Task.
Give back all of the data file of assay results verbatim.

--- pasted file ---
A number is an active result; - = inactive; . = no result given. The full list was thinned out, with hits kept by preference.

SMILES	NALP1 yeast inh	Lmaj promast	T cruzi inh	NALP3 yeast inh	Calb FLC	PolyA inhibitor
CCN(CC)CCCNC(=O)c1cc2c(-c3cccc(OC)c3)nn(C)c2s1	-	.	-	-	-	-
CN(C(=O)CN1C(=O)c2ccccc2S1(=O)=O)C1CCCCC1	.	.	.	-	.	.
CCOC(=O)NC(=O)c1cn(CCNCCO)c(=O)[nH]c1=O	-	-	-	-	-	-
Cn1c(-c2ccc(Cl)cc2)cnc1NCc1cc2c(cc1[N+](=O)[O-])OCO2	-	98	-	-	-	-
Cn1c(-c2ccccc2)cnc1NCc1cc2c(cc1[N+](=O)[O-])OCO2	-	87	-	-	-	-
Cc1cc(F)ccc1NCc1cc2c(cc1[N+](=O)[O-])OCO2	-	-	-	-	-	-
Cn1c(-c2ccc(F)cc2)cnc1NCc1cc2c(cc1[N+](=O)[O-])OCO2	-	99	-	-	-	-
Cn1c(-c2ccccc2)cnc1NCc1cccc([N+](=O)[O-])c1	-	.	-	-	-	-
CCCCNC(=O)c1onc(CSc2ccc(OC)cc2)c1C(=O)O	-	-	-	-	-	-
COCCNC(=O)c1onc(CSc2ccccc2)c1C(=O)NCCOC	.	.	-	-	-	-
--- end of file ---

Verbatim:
A number is an active result; - = inactive; . = no result given. The full list was thinned out, with hits kept by preference.

SMILES	NALP1 yeast inh	Lmaj promast	T cruzi inh	NALP3 yeast inh	Calb FLC	PolyA inhibitor
CCN(CC)CCCNC(=O)c1cc2c(-c3cccc(OC)c3)nn(C)c2s1	-	.	-	-	-	-
CN(C(=O)CN1C(=O)c2ccccc2S1(=O)=O)C1CCCCC1	.	.	.	-	.	.
CCOC(=O)NC(=O)c1cn(CCNCCO)c(=O)[nH]c1=O	-	-	-	-	-	-
Cn1c(-c2ccc(Cl)cc2)cnc1NCc1cc2c(cc1[N+](=O)[O-])OCO2	-	98	-	-	-	-
Cn1c(-c2ccccc2)cnc1NCc1cc2c(cc1[N+](=O)[O-])OCO2	-	87	-	-	-	-
Cc1cc(F)ccc1NCc1cc2c(cc1[N+](=O)[O-])OCO2	-	-	-	-	-	-
Cn1c(-c2ccc(F)cc2)cnc1NCc1cc2c(cc1[N+](=O)[O-])OCO2	-	99	-	-	-	-
Cn1c(-c2ccccc2)cnc1NCc1cccc([N+](=O)[O-])c1	-	.	-	-	-	-
CCCCNC(=O)c1onc(CSc2ccc(OC)cc2)c1C(=O)O	-	-	-	-	-	-
COCCNC(=O)c1onc(CSc2ccccc2)c1C(=O)NCCOC	.	.	-	-	-	-